The US has improved refugee processing times to help meet its target of resettling 10,000 Syrians, Congress has heard. The program has been plagued by red tape, legal efforts to stop refugees arriving and security fears.
The United States has "just about crossed the 5,000 mark" in terms of Syrian refugees, Homeland Security Secretary Jeh Johnson told a Senate Judiciary Committee hearing Thursday.
He said 5,000 to 6,000 more have been "conditionally approved" for US resettlement, subject to security checks, adding that he thought the target of 10,000 refugees would be met by October 1.
Last September, in the middle of the European migrant crisis, President Barack Obama called for a dramatic increase in the number of Syrian refugees permitted to stay in the US.
His demand followed revelations that Washington had admitted just 1,500 refugees since the Syrian civil war began in 2011.
Plan was blocked
But despite setting a 10,000-refugee target, the process has been held up by bureaucracy, terror fears and Republican-led congressional efforts to block refugee flows.
Revelations that some of the main suspects behind the Paris and Brussels attacks had arrived in Europe along with genuine migrants through the Balkan route has fed fears about terrorists possibly landing in the US.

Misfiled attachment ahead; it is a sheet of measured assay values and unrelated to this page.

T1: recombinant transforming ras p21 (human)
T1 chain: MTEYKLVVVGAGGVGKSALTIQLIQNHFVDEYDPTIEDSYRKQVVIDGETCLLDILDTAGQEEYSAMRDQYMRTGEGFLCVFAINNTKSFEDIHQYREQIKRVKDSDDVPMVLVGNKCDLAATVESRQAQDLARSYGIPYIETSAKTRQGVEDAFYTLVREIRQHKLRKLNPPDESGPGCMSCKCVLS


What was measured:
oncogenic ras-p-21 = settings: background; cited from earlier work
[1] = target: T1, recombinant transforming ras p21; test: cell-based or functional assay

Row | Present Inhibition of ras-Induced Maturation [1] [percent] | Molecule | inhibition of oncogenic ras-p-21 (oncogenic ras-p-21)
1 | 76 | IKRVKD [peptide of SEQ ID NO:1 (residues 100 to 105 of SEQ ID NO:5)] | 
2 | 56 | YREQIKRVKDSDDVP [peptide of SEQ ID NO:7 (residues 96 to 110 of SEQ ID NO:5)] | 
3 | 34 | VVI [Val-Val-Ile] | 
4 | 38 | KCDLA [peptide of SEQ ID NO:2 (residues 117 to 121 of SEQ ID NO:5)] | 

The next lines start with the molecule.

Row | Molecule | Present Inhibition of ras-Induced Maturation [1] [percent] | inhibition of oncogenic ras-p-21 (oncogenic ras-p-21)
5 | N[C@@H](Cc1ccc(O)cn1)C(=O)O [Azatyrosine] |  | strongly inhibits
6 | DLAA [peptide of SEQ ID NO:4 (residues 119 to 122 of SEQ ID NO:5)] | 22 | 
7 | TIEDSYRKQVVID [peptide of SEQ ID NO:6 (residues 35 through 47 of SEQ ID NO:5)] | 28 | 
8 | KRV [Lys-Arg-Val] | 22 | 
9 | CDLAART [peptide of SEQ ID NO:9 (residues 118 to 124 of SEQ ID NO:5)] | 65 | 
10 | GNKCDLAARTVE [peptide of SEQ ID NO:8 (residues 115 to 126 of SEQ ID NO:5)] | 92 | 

Several politicians including Republican presidential nominee Donald Trump have warned against allowing in Syrian refugees, warning that the "Islamic State" militant group aimed to infiltrate the US through migrant flows.
But Johnson insisted Thursday that Washington had "added security checks to the process where they are warranted" and overcome early hurdles.
Last year, Democratic White House hopeful Hillary Clinton said that Washington should expand the Syrian resettlement program to 65,000 refugees amid calls for the US to do more.
Efforts 'must be renewed'
Meanwhile on Wednesday, The US ambassador to the United Nations criticized wealthy nations that are failing to help those fleeing war. Samantha Power said just 10 countries were hosting some 45 percent of the world's refugees at the end of last year.
"Even as the crisis continues to grow, many countries are making no effort at all to do their fair share," Power said. She added that calls to halt refugee programs over security concerns were "misguided."
The US is due to host a summit on refugees and migrants in September, when it will ask other countries to step up and take in more people.
mm/kl (AFP, AP)